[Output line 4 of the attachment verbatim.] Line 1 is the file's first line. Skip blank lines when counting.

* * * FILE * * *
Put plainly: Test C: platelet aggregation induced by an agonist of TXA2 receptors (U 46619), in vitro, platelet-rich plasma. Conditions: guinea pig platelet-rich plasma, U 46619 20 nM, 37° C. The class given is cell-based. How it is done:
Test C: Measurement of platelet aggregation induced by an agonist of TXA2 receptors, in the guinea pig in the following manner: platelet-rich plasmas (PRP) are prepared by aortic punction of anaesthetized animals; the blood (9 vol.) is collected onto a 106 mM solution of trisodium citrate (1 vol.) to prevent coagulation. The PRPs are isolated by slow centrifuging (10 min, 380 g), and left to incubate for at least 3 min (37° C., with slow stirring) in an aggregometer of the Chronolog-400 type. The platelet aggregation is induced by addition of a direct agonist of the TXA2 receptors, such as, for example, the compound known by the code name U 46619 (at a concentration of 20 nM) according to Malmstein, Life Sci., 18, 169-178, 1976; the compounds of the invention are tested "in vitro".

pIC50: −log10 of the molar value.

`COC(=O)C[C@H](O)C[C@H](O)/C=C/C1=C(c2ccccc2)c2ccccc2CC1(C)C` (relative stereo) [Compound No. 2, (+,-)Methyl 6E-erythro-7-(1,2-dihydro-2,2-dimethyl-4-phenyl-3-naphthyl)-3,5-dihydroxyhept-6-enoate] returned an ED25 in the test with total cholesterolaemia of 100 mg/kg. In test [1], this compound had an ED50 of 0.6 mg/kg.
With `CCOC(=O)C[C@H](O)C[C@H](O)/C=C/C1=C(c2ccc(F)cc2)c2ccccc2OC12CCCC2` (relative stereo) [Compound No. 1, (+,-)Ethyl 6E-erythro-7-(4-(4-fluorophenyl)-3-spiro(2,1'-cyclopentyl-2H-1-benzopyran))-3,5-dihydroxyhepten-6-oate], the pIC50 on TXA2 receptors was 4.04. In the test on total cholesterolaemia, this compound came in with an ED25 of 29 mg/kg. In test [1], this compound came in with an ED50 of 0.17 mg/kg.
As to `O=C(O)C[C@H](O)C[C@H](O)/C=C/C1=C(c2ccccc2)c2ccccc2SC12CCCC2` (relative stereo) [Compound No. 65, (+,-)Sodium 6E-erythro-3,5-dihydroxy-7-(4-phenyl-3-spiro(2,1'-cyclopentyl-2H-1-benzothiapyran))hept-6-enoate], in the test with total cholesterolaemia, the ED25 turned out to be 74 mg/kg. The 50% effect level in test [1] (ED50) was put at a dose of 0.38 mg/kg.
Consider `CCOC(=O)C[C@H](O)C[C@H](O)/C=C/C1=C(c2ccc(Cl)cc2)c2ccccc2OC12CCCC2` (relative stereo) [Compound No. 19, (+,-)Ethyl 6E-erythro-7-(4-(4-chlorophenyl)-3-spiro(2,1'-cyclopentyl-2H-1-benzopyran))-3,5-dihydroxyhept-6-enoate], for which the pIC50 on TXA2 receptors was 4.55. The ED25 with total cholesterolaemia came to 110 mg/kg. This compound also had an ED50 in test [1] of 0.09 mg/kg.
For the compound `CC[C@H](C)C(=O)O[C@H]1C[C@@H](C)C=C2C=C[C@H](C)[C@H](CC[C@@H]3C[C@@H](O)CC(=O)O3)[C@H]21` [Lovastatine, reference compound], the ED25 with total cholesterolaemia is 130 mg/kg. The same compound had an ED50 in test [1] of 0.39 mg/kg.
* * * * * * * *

`COC(=O)C[C@H](O)C[C@H](O)/C=C/C1=C(c2ccccc2)c2ccccc2CC1(C)C` (relative stereo) [Compound No. 2, (+,-)Methyl 6E-erythro-7-(1,2-dihydro-2,2-dimethyl-4-phenyl-3-naphthyl)-3,5-dihydroxyhept-6-enoate] returned an ED25 in the test with total cholesterolaemia of 100 mg/kg. In test [1], this compound had an ED50 of 0.6 mg/kg.